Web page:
HELENA — A local planning board heard extensive opposition Tuesday night to proposed new zoning rules for the Helena Valley.
Helena and Lewis and Clark County’s Consolidated City-County Planning Board held a public hearing on draft regulations for “county-initiated zoning.” About 60 people were on hand at the Helena Civic Center, and more took part through remote conferencing. Almost all of those taking part opposed the changes.
The proposed plan would create three zoning districts – one urban, one suburban and one rural – across much of southern Lewis and Clark County. It includes a variety of regulations, specifying things like allowable land uses, building heights and how far buildings have to be from property lines and bodies of water. One of the most notable – and most controversial – changes would be implementing a minimum lot size of 10 acres in the rural district, to limit density.
County leaders say the new regulations are aimed at managing growth, creating more predictability for residents and property owners, and making it easier to address issues like water availability, wastewater, roads, flooding and fire protection.
However, opponents said the proposed rules would put too many restrictions on landowners in the affected areas – particularly farmers and ranchers and those with large properties. They said the 10-acre limit would make it too difficult and expensive to develop housing in the Valley, and that it would threaten the property values that many owners are relying on.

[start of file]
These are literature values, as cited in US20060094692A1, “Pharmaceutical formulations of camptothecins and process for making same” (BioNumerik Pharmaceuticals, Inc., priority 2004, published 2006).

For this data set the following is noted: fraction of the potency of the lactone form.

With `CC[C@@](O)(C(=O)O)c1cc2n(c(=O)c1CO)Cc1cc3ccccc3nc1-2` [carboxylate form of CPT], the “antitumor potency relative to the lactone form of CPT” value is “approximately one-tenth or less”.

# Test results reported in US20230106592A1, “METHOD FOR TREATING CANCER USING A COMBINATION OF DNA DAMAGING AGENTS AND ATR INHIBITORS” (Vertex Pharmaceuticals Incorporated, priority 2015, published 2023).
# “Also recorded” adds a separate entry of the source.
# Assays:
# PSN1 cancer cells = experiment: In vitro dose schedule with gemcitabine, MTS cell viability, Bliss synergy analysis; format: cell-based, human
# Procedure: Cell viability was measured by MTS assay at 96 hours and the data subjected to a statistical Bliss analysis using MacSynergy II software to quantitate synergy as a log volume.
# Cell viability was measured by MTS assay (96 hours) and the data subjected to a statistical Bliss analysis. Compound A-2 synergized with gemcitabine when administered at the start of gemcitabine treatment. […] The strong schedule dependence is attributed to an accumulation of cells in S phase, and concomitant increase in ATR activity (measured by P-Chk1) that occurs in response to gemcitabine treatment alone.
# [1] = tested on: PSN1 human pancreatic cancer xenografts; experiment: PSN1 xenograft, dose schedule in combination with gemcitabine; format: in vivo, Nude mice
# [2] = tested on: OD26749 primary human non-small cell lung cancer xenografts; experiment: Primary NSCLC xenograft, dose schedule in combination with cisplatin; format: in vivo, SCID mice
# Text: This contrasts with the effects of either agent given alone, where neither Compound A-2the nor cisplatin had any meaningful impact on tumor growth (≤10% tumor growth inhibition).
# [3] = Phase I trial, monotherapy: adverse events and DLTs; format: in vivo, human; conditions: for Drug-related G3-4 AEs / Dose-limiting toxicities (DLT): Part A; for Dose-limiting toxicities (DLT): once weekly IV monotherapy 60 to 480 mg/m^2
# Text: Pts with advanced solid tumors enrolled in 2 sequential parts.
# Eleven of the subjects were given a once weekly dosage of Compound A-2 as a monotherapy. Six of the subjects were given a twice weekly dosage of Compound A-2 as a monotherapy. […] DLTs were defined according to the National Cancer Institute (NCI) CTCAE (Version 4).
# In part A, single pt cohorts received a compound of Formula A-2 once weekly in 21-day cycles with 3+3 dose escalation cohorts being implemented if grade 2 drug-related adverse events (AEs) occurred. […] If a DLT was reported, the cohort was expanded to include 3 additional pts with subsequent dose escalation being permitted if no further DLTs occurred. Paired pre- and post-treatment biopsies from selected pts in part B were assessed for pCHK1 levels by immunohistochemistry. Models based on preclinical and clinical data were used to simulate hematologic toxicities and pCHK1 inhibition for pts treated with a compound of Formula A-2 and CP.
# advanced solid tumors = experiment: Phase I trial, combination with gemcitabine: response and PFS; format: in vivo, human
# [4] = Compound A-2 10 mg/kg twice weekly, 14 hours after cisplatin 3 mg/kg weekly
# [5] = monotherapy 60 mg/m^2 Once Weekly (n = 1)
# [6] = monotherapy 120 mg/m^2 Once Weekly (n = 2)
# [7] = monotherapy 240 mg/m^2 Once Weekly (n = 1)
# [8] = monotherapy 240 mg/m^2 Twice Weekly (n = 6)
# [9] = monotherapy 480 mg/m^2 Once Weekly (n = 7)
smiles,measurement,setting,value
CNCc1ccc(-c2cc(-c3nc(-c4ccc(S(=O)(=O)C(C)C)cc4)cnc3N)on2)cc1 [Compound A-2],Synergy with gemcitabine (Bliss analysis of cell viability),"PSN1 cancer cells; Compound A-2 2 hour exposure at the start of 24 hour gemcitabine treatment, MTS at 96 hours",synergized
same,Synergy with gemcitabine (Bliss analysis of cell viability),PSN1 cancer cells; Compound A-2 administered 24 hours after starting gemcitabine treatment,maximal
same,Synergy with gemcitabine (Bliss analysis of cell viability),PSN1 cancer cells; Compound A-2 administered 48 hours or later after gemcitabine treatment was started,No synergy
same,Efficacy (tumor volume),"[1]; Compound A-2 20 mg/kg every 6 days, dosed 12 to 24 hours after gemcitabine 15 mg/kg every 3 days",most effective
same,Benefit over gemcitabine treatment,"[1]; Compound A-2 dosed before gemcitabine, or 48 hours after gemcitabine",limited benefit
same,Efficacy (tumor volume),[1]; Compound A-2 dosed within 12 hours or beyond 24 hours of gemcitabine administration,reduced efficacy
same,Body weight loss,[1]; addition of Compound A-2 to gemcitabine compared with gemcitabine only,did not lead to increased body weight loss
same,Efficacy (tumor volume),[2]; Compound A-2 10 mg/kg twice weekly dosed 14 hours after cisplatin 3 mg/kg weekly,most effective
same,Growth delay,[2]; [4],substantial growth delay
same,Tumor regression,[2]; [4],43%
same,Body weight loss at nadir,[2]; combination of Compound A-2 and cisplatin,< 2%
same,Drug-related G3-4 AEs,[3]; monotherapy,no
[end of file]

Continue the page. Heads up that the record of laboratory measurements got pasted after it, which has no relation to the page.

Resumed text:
Jerry Hamlin, the president and CEO of Hamlin Construction and Development, said he saw the zoning proposals as arbitrary and unfairly targeting some landowners. He argued that the county and state already have sufficient regulations to manage growth.
“County-initiated zoning is a massive overreach by the county government, with no real benefit to the landowner,” Hamlin said.
Dave Lewis, a Valley landowner and former state lawmaker, said the plan was too narrow, and appeared to be generally opposed to subdivision. He said properties can be divided in ways that don’t harm neighbors’ property values, and he wanted to make sure landowners retained flexibility to do that.
“They’re the property owner; if they have an alternative use for the investment that makes sense, they should have that right,” said Lewis. “They shouldn’t be just foreclosed from doing that.”
Several people who testified also raised questions about why the regulations should apply to areas outside the Valley itself – particularly around Rimini. They said the proposed changes would have a greater impact in those areas because of the size, shape and terrain of the properties.
“I would not be able to put any new structures anywhere on my properties; I cannot get far enough away from the setback requirement,” said Clint Pullman, who owns several parcels in the Rimini area.
Board members said they want to take time to consider the issues that were raised at Tuesday night’s meeting. They voted to further discuss the zoning proposals at a work session on June 25.
You can find links to the proposed zoning regulations and map on the county website.